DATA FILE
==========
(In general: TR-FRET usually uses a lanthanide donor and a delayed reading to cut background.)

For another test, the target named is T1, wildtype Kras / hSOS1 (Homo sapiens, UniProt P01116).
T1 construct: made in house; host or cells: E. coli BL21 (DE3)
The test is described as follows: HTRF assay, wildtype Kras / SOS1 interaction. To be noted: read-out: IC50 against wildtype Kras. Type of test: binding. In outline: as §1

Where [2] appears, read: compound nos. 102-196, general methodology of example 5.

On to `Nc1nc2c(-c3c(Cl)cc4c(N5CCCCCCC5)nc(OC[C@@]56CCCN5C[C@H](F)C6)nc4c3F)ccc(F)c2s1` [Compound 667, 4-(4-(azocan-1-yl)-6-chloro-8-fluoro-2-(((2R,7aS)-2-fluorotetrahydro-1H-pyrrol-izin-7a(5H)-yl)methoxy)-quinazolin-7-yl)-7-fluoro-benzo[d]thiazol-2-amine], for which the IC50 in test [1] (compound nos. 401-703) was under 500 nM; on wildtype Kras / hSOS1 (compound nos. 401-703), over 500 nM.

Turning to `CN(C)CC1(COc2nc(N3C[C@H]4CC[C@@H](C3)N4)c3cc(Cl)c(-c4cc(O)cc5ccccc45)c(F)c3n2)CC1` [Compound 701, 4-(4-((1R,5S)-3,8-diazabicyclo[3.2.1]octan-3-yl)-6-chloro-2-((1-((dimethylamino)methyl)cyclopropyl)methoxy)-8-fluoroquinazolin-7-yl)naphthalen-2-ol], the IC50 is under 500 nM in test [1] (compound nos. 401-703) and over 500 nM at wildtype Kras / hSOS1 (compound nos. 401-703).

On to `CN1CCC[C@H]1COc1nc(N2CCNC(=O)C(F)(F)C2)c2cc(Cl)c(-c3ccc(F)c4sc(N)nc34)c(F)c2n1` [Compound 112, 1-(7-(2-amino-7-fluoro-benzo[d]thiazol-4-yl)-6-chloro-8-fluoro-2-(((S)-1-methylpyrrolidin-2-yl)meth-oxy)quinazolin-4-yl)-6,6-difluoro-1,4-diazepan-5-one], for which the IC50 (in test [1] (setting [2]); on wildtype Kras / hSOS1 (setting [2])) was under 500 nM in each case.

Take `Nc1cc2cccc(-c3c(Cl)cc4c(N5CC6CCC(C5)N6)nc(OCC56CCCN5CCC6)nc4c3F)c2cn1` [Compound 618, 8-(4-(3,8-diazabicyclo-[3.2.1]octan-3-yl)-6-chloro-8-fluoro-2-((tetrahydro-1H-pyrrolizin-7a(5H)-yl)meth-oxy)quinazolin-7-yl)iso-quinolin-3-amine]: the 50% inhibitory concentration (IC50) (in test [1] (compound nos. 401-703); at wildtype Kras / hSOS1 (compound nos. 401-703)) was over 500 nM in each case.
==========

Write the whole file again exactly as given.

(In general: TR-FRET usually uses a lanthanide donor and a delayed reading to cut background.)

For another test, the target named is T1, wildtype Kras / hSOS1 (Homo sapiens, UniProt P01116).
T1 construct: made in house; host or cells: E. coli BL21 (DE3)
The test is described as follows: HTRF assay, wildtype Kras / SOS1 interaction. To be noted: read-out: IC50 against wildtype Kras. Type of test: binding. In outline: as §1

Where [2] appears, read: compound nos. 102-196, general methodology of example 5.

On to `Nc1nc2c(-c3c(Cl)cc4c(N5CCCCCCC5)nc(OC[C@@]56CCCN5C[C@H](F)C6)nc4c3F)ccc(F)c2s1` [Compound 667, 4-(4-(azocan-1-yl)-6-chloro-8-fluoro-2-(((2R,7aS)-2-fluorotetrahydro-1H-pyrrol-izin-7a(5H)-yl)methoxy)-quinazolin-7-yl)-7-fluoro-benzo[d]thiazol-2-amine], for which the IC50 in test [1] (compound nos. 401-703) was under 500 nM; on wildtype Kras / hSOS1 (compound nos. 401-703), over 500 nM.

Turning to `CN(C)CC1(COc2nc(N3C[C@H]4CC[C@@H](C3)N4)c3cc(Cl)c(-c4cc(O)cc5ccccc45)c(F)c3n2)CC1` [Compound 701, 4-(4-((1R,5S)-3,8-diazabicyclo[3.2.1]octan-3-yl)-6-chloro-2-((1-((dimethylamino)methyl)cyclopropyl)methoxy)-8-fluoroquinazolin-7-yl)naphthalen-2-ol], the IC50 is under 500 nM in test [1] (compound nos. 401-703) and over 500 nM at wildtype Kras / hSOS1 (compound nos. 401-703).

On to `CN1CCC[C@H]1COc1nc(N2CCNC(=O)C(F)(F)C2)c2cc(Cl)c(-c3ccc(F)c4sc(N)nc34)c(F)c2n1` [Compound 112, 1-(7-(2-amino-7-fluoro-benzo[d]thiazol-4-yl)-6-chloro-8-fluoro-2-(((S)-1-methylpyrrolidin-2-yl)meth-oxy)quinazolin-4-yl)-6,6-difluoro-1,4-diazepan-5-one], for which the IC50 (in test [1] (setting [2]); on wildtype Kras / hSOS1 (setting [2])) was under 500 nM in each case.

Take `Nc1cc2cccc(-c3c(Cl)cc4c(N5CC6CCC(C5)N6)nc(OCC56CCCN5CCC6)nc4c3F)c2cn1` [Compound 618, 8-(4-(3,8-diazabicyclo-[3.2.1]octan-3-yl)-6-chloro-8-fluoro-2-((tetrahydro-1H-pyrrolizin-7a(5H)-yl)meth-oxy)quinazolin-7-yl)iso-quinolin-3-amine]: the 50% inhibitory concentration (IC50) (in test [1] (compound nos. 401-703); at wildtype Kras / hSOS1 (compound nos. 401-703)) was over 500 nM in each case.